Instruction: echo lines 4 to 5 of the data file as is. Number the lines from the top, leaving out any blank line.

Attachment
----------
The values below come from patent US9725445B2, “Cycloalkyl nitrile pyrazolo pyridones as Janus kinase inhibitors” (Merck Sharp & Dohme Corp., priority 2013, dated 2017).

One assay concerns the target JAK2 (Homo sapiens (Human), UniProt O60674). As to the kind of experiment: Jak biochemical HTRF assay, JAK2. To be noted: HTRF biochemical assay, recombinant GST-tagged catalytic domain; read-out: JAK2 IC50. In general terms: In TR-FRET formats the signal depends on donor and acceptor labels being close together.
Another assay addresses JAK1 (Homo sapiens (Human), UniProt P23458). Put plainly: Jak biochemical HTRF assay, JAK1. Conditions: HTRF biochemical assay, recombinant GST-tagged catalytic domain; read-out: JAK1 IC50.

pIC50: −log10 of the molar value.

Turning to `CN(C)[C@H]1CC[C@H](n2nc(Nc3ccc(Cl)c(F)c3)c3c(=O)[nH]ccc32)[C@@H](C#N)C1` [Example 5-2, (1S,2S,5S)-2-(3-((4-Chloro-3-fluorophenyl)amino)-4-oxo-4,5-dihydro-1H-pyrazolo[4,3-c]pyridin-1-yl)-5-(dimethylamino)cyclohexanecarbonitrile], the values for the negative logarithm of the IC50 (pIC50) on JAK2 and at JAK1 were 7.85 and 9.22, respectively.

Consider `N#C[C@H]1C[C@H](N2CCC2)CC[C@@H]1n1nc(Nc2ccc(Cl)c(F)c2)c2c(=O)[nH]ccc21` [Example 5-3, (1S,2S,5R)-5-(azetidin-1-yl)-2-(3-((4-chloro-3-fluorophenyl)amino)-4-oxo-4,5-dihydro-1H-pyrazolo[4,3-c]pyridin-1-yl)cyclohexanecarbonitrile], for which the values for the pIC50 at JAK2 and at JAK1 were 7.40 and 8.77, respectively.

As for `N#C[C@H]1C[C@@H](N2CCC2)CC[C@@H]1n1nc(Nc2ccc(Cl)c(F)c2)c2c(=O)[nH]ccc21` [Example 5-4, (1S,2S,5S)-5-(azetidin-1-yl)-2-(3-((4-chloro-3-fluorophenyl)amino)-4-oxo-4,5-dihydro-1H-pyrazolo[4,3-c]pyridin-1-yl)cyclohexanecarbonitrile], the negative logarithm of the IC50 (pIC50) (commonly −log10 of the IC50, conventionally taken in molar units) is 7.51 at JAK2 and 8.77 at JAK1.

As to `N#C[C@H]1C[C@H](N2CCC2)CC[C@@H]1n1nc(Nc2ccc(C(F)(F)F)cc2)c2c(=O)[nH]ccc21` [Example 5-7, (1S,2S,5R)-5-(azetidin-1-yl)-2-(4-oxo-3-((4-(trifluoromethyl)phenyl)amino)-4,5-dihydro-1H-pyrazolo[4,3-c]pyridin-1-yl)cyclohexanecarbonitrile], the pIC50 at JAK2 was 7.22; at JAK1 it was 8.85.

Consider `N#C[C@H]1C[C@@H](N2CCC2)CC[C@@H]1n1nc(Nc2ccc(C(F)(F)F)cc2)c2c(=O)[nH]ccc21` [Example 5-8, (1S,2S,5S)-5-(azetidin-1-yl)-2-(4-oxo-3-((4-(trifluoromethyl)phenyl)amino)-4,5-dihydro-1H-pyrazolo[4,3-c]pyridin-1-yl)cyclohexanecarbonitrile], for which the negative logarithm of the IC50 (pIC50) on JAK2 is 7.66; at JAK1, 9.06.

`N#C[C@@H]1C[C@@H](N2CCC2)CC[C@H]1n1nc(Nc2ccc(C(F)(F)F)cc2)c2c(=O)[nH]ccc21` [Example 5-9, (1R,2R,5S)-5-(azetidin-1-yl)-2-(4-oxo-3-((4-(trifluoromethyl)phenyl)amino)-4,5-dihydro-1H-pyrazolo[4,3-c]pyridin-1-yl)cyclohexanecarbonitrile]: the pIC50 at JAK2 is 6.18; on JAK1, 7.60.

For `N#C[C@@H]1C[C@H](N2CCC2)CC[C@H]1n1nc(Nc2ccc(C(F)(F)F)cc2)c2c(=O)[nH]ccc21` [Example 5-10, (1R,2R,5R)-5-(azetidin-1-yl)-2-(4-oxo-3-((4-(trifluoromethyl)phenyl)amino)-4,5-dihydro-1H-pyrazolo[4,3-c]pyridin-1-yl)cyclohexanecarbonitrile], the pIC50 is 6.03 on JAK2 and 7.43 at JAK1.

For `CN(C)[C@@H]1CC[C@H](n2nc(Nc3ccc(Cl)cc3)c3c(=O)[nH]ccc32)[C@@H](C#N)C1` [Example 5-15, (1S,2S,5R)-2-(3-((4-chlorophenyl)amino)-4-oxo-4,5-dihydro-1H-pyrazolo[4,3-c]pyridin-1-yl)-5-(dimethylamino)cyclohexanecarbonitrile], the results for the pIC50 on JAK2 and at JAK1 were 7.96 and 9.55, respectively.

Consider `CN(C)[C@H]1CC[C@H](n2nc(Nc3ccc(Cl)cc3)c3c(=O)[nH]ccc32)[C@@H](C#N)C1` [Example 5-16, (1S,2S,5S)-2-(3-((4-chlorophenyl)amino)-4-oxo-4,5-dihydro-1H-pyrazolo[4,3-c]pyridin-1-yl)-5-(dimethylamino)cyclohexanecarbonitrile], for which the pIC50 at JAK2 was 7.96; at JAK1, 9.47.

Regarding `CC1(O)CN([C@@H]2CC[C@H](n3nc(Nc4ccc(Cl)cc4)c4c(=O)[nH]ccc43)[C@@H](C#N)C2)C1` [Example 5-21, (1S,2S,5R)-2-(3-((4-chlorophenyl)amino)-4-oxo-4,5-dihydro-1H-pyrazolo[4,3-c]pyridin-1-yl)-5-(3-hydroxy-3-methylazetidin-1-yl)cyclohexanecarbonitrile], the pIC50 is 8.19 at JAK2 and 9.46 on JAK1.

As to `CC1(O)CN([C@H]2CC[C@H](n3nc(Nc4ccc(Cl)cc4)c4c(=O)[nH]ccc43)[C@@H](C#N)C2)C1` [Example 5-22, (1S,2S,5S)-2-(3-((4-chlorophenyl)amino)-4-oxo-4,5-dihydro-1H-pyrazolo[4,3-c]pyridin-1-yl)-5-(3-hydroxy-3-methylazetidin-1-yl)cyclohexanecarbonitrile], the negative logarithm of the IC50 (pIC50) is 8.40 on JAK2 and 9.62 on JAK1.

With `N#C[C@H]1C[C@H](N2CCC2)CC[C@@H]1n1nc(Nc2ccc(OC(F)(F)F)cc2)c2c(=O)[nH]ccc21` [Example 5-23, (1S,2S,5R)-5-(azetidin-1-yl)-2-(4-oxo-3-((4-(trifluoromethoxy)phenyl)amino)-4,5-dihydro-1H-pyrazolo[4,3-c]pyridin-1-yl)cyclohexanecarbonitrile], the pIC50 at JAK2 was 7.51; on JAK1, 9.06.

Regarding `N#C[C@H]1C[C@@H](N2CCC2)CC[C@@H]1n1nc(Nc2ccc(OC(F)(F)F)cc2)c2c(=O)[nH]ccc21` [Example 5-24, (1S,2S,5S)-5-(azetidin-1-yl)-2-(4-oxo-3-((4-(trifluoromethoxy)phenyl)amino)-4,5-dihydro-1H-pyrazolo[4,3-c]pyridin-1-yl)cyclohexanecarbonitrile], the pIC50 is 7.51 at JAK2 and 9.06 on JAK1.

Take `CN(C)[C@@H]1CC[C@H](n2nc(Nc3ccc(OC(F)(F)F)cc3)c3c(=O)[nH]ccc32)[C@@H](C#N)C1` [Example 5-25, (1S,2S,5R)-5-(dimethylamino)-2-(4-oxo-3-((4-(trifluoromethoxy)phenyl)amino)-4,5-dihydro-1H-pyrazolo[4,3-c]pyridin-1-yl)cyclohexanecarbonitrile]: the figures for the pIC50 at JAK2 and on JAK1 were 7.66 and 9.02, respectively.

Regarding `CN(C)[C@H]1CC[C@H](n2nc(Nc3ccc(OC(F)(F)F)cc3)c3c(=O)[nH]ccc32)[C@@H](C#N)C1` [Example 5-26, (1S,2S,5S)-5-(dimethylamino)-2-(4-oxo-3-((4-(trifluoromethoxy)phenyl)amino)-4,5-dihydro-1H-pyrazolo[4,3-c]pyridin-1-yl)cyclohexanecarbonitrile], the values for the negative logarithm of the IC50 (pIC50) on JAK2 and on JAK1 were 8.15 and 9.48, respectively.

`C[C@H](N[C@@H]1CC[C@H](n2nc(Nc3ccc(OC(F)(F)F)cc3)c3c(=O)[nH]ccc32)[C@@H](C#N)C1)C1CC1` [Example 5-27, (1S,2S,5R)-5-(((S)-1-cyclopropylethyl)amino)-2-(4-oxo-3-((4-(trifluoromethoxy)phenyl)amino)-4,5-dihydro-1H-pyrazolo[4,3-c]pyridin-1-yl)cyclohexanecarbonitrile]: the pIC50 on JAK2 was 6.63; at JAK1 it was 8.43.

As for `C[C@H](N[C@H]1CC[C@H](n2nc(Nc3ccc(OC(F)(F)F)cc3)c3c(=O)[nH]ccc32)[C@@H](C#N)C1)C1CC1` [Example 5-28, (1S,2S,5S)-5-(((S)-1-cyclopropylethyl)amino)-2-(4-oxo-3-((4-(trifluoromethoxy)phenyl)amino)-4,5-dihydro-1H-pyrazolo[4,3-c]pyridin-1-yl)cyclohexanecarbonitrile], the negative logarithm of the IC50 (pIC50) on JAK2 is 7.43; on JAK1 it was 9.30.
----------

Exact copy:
pIC50: −log10 of the molar value.

Turning to `CN(C)[C@H]1CC[C@H](n2nc(Nc3ccc(Cl)c(F)c3)c3c(=O)[nH]ccc32)[C@@H](C#N)C1` [Example 5-2, (1S,2S,5S)-2-(3-((4-Chloro-3-fluorophenyl)amino)-4-oxo-4,5-dihydro-1H-pyrazolo[4,3-c]pyridin-1-yl)-5-(dimethylamino)cyclohexanecarbonitrile], the values for the negative logarithm of the IC50 (pIC50) on JAK2 and at JAK1 were 7.85 and 9.22, respectively.